Pope Francis and Donald Trump make little effort to conceal their disagreements. During the 2016 USpresidential election, Francis suggested that Trump was “not Christian” for proposing to build a wall along the US-Mexico border – his campaign’s signature policy. Trump fired back by calling Francis’s comment “disgraceful,” adding: “No leader, especially a religious leader, should have the right to question another man’s religion or faith.” Francis was flying home from Mexico when he made the comments. Trump accused the Mexican government of turning the Holy Father against him, saying officials had “made disparaging remarks about me to the Pope”.

Francis was undeterred by Trump’s election. This past April, Peter’s Pence, the Holy See’s charitable fund, donated $500,000 (£401,000) to support South American migrants. The official press release made specific reference to Trump’s immigration policy. “Men and women, often with young children, flee poverty and violence, hoping for a better future in the United States,” it said. “However, the US border remains closed to them.”

Francis’s concern for the crisis on the US border is echoed by the leaders of the Catholic Church in the United States. On June 30, three prominent American bishops – Cardinal Daniel DiNardo, Archbishop José Gómez and Bishop Joe Vásquez of Austin, Texas – wrote an op-ed in The Hill laying the blame for migrant fatalities on the White House’s doorstep. “These deaths are occurring because the United States is closing off access to asylum protection through policies and enforcement that send the clear and strong signal that you are not welcome,” the bishops declared.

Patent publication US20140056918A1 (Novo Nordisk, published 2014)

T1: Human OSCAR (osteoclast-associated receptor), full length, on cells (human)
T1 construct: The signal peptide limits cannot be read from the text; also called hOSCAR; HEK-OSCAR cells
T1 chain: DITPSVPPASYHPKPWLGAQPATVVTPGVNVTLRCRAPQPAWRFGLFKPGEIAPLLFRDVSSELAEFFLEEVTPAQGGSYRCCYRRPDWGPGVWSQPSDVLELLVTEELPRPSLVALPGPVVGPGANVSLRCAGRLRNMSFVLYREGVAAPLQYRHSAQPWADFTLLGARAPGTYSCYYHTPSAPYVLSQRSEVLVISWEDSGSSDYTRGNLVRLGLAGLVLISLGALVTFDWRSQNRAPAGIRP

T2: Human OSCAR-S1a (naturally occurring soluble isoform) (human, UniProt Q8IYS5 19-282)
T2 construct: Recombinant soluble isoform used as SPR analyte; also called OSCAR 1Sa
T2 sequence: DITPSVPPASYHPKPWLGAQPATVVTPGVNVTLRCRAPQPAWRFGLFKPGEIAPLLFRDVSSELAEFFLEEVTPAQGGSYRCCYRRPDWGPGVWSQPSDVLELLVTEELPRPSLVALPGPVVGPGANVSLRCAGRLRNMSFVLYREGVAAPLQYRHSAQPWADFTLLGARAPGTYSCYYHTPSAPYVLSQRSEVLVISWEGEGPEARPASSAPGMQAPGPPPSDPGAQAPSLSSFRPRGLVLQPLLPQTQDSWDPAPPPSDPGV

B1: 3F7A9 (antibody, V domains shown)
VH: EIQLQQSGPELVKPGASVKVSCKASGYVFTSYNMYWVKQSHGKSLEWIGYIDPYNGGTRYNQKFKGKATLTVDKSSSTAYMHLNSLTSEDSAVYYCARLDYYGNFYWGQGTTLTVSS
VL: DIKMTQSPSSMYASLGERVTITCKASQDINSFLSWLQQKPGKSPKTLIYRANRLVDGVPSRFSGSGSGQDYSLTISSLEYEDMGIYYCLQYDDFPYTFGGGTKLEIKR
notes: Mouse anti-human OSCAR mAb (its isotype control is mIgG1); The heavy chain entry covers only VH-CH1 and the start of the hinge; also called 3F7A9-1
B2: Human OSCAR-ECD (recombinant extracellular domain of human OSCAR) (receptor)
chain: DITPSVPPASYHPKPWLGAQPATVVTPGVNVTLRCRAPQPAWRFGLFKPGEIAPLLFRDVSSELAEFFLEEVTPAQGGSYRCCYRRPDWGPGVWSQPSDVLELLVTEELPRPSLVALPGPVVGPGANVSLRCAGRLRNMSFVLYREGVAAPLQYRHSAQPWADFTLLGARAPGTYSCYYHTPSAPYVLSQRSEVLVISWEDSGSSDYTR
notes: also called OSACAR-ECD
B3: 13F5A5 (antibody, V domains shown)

What’s astonishing is how little Catholic voters appear to heed the bishops’ condemnations. A March 2019 poll by the Pew Research Center found that, while Trump’s support among white Catholics had slumped by eight points since February 2017 (about the same as the national average), it had doubled among non-white Catholics, most of whom are Hispanic.

Perhaps there was a time in US history when the hierarchy’s every pronouncement in the political arena would have been instantly accepted by huge swathes of Catholic voters. But a century of integration has left American Catholics thoroughly independent-minded in matters of politics.

Moreover, as Pope Francis and most of the American bishops stand accused of complacency in the ongoing sex abuse crisis, never have American Catholics been less inclined to trust Church leaders. Supporters of tougher immigration policies will question why, as new allegations of sexual misconduct against senior prelates continue to emerge, our leaders in Rome and America seem far more interested in talking about Trump’s wall.

Full story at Catholic Herald.